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Startup Cooperations: The way corporates enter the right partnerships and waste less time on legal paperwork

15. June 2017

Startup cooperation is the new oil (for corporate innovation)

In the past, corporates tried to diversify their portfolio by investing into or outright acquiring startups or building their own incubators. Often, these measures help with marketing, but are not unlikely to fail on delivering on larger objectives. Not only are startups usually not interested in pure capital investments, because they don’t want the corporate to steer their business, but also there is no realistic chance for a sustainable collaboration as long as the investments are not sufficiently in line with the corporate’s strategy.


Collaborating with startups should be more than just a marketing “shtick” – corporates even depend on startups to leverage technology know-how and a certain entrepreneurial approach that is not the corporate’s core business and way of working. E.g. a corporate trying to establish a substantial IoT business may need to cooperate with an already established startup, e.g. a predictive maintenance expert, to build its IoT business.


A well-known example for startup cooperations is the BMW Startup Garage. BMW routinely scouts startups with innovative technologies, products or services that can be integrated into BMW products and therefore add value to the corporate’s core business. Instead of investing into the startup and acquiring a share, BMW buys products and services from them and delivers a revenue stream to the startup.


As a second step, when the business relation is established, BMW may consider buying a stake in the company. Cooperation means building a balanced and sustainable partnership between the corporate and the startup.


But finding the right startups to cooperate is hard, because there are too many and not enough at the same time. We suggest to follow a funnel approach with four clearly structured steps to identify and evaluate the right startups that actually fit with the corporate’s strategic focus. This fit is what we consider the crucial part that needs far more thoughtfulness than corporates have historically shown.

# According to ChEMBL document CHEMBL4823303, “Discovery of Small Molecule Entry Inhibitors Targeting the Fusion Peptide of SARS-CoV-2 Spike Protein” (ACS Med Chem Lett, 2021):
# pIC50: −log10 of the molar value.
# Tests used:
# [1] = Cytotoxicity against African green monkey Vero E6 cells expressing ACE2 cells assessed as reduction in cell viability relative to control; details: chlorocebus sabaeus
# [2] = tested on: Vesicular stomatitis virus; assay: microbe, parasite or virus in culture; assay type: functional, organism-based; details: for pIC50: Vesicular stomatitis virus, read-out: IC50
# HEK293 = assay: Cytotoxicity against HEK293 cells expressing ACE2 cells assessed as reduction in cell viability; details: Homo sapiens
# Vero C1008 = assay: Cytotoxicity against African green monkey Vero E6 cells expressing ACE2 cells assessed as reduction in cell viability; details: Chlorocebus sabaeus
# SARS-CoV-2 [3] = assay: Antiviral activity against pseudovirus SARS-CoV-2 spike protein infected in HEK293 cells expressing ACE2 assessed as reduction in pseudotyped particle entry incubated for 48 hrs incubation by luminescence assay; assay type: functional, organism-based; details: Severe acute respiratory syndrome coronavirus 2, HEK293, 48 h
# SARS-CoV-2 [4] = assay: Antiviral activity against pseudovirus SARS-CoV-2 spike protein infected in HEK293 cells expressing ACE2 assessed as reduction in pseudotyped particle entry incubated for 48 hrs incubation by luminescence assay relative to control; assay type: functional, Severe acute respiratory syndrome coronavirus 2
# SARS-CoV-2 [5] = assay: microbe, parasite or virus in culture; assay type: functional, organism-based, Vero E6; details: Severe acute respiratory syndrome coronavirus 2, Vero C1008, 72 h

Step 1: Align with strategy

Cooperation with startups isn’t done for cooperation’s sake. It needs to follow purpose and focus – and needs to be aligned with the strategic focus areas the corporate has defined – on a specific level. For example, if a corporate decides to move into the IoT space and has set focus on e.g. predictive maintenance, startups with expertise in sensor technology or advanced analytics are highly interesting for a cooperation and need to be channeled into the funnel. A corporate will likely have multiple of these focus areas in parallel, which is why the funnel will be sliced horizontally and needs to be managed in parallel.

Step 2: Identify the right startups

To identify potential cooperation partners, criteria should be defined to create a longlist of relevant startups, which should include the strength of their technology, their business model, their sales muscle and their management team. A topic-oriented overview of local and global market players needs to be developed and the funnel should be filled broadly and then narrowed down quickly. National and international startup databases should help find relevant companies. Leveraging personal startup and founder networks helps to quickly identify additional relevant companies. The longlist should be shortened to a list of about 10 startups to enter more specific discussions with.

Step 3: Scope the cooperation opportunity

To scope a potential cooperation model, we look at three things:

a) Overlap and complementarity of critical success factors of both businesses (e.g.: How much is owning tech IP a deciding factor?)

b) Synergy and support potentials of the business model canvas elements of both businesses (e.g.: How much do we use the same channels to address customers, maybe even competitively?)

c) Ability to align critical processes across the businesses (e.g.: How could and should the sales process be interlinked to deliver on scope synergies?)

a) Critical success factors

understanding the critical success factors of both businesses and how they play out with or against each other, is an important first step. We look at 15 different success factors, structured into categories management capabilities, operating capabilities and proprietary assets. In which ones is the startup strong and where can it be supported by the corporate’s expertise? What do we need to leverage (e.g. customer access, brand, IP) and where do we need to leave the startup alone (e.g. HR, regulations)?